Hopefully that explains why I couldn’t just use the backups. I could have, but if the site had been restored to exactly how it was before the hack, the hackers would have immediately jumped in again the next week using the exact same method.

So the cause is worthy, but how is the project?

The project is pretty serviceable. The video is entertaining, and the reward levels are logical and straightforward, not to mention generous. The biggest problem with the project is that there is a long and growing wall of text. Not that the information presented isn’t informing and everything, but it could do with a little pruning.

Did I mention that the rewards were generous? Right now at the 25 pound level ($40) you get several thousand pages of RPG PDFs, including:

  • TOURNAMENTS, FAIRS, & TAVERNS for the Pathfinder RPG
  • Admiral o’ The High Seas for Pathfinder and D&D 4th Edition
  • War of the Burning Sky 700-page compiled for D&D 3.5
  • Five ZEITGEIST adventure path adventures for Pathfinder or 4E (your choice)
  • What’s the Pirate Ship Like, Anyway? from Raging Swan Press
  • Villainous Pirates from Raging Swan Press
  • Wild Spellcraft for the Pathfinder RPG
  • The Town of Kalas and the Castles & Crusades Quickstart Rules from Troll Lord Games [also please see Troll Lord’s own Kickstarter, which is awesome, too!]
  • The Borderland Keep Deluxe 3D paper terrain models from Fat Dragon Games and A0: Crows Nest Island from Adventureaweek.com (both pictured above, added after the big image below was made).

To sum it up, if you are aren’t a gamer, you probably don’t care, and no amount of value will tempt you. If you are a gamer though, especially a d20 gamer, I don’t see how you can pass this deal up. How often do you get the chance to give money to a good cause, and get this much swag in the bargain?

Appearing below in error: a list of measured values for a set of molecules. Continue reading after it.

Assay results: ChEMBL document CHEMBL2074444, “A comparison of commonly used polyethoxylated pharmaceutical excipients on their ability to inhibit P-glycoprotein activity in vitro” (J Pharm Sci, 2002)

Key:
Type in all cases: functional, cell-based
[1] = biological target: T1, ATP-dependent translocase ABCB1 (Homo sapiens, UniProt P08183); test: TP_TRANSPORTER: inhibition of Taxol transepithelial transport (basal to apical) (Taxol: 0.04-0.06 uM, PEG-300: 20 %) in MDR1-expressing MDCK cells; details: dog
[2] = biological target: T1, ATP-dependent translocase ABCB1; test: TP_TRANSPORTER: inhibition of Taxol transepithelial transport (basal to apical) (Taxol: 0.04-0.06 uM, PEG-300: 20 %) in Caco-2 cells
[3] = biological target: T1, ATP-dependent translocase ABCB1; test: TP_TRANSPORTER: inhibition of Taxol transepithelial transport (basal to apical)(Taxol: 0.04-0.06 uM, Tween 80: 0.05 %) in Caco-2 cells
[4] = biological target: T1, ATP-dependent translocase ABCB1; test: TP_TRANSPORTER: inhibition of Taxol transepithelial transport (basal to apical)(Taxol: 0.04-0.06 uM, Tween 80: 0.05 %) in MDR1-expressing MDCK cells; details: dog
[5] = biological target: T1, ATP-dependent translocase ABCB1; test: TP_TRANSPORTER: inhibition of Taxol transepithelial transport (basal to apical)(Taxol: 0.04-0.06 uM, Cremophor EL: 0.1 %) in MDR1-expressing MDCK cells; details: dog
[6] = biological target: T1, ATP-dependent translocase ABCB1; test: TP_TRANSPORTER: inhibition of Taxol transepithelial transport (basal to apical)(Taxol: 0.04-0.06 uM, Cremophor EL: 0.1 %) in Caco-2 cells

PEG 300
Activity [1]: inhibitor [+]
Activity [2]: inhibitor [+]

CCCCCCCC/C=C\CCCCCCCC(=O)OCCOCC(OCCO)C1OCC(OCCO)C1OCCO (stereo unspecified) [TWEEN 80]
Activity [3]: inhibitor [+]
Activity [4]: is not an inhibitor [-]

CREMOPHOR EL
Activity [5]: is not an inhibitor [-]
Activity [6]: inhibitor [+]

I had a chance to sit down with the project creator, and ask them a few questions:

So let’s get the hard one out of the way first. Did you have any inkling that the site was vulnerable before the breach?

— No more so than anybody else does. I mean, intellectually you (as in any site admin) know that any website *can* be hacked (and much bigger, more important sites than mine have been), and I was conscious that the site was over a decade old. But no, it just doesn’t really cross your mind until it happens to you.  We took reasonable precautions, made backups, changed passwords regularly, and so on like any sensible site admin would, but it’s easy to underestimate human nature. The current code base – vbulletin 4 – is fortunately supported by the developer with patches, security updates, and so on.

Trends show you have thousands of pounds more headed your way. Have you dreamed up any big stretch goals in preparation?

Well, I’m sure it’ll slow down! From what I can tell, most projects have a great start and then the curve kinda flattens out for the rest of the project, with an uptick at the end.  At least, so I’m told! I’m not counting my chickens yet, let’s say.